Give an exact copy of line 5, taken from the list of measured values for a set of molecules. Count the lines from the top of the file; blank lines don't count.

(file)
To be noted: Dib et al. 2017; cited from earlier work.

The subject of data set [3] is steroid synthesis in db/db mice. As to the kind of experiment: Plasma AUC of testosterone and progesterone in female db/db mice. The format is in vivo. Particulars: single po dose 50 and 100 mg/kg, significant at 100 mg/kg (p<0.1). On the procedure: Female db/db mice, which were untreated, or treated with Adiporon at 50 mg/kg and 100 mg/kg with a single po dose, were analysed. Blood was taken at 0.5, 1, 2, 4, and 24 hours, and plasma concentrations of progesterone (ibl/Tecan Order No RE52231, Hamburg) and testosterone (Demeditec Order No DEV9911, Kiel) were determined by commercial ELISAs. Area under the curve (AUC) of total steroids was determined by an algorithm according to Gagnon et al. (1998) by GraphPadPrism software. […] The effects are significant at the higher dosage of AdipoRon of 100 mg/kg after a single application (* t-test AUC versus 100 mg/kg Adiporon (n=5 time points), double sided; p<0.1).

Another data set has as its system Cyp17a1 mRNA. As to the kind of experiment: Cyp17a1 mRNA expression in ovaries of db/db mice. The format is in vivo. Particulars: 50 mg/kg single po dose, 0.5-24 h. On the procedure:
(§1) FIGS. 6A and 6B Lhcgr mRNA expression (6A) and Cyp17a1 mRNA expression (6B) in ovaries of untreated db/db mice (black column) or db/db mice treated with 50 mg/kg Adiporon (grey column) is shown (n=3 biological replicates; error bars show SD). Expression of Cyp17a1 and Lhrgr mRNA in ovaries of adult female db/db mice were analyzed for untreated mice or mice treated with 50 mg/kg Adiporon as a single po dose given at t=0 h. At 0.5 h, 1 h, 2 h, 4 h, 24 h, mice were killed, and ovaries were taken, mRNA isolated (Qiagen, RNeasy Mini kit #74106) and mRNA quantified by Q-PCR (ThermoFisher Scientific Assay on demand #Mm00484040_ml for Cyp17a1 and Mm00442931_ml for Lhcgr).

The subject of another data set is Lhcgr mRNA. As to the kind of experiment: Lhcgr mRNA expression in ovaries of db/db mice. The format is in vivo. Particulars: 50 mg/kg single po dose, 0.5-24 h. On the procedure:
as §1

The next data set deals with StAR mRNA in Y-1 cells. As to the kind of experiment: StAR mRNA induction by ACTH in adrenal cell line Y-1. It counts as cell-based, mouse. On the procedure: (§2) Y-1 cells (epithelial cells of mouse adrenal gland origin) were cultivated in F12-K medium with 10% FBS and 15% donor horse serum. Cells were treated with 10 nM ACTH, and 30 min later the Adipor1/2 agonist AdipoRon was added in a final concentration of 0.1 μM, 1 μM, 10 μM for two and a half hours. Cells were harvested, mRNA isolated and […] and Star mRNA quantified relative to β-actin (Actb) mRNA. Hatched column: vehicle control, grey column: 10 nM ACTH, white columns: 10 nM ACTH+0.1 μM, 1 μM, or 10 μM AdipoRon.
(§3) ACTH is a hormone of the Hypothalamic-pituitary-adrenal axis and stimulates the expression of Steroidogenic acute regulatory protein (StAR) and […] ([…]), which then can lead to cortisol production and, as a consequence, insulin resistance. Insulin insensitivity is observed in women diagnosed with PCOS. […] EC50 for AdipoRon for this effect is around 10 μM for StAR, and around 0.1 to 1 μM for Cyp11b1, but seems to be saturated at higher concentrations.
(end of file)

The subject of another data set is Lhcgr mRNA. As to the kind of experiment: Lhcgr mRNA expression in ovaries of db/db mice. The format is in vivo. Particulars: 50 mg/kg single po dose, 0.5-24 h. On the procedure: